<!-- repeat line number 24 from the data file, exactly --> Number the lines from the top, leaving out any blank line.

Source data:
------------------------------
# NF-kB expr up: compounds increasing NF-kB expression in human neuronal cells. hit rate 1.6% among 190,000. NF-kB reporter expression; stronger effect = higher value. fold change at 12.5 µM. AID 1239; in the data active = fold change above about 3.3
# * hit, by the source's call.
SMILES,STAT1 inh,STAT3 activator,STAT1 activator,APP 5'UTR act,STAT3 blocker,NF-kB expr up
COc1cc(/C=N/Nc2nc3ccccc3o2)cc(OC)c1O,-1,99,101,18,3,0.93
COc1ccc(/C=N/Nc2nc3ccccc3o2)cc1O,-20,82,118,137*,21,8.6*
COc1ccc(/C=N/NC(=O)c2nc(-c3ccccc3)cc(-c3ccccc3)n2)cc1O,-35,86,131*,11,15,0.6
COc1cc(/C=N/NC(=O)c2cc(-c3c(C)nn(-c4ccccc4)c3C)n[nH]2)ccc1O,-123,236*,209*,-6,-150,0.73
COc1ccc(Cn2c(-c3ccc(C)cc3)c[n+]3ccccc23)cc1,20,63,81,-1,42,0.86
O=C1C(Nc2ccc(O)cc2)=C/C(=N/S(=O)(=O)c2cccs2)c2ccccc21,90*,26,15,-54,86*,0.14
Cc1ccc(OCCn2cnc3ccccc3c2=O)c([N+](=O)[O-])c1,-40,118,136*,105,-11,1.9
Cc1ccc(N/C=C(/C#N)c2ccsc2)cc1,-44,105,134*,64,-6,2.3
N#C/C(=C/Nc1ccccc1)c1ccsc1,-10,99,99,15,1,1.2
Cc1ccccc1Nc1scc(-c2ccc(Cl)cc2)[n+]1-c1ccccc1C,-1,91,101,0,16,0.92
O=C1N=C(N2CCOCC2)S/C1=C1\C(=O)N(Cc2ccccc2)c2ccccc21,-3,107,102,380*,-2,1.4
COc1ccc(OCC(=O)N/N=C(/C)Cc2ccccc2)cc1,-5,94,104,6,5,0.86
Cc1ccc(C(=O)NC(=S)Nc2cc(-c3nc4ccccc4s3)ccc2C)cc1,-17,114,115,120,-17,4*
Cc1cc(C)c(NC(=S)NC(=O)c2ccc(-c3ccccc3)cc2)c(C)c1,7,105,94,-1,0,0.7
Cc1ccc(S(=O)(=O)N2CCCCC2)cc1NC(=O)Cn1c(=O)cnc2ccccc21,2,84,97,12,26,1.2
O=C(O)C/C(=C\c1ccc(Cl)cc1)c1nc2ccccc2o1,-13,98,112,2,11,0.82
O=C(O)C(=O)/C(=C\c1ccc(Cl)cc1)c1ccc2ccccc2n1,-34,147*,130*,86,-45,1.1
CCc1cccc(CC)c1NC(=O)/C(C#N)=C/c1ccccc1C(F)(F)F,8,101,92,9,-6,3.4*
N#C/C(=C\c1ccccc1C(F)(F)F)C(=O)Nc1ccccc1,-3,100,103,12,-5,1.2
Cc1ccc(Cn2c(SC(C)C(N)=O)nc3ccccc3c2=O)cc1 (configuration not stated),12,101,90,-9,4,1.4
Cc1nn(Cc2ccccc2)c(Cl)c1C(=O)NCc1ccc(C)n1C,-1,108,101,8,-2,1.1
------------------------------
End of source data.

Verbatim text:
Cc1nn(Cc2ccccc2)c(Cl)c1C(=O)NCc1ccc(C)n1C,-1,108,101,8,-2,1.1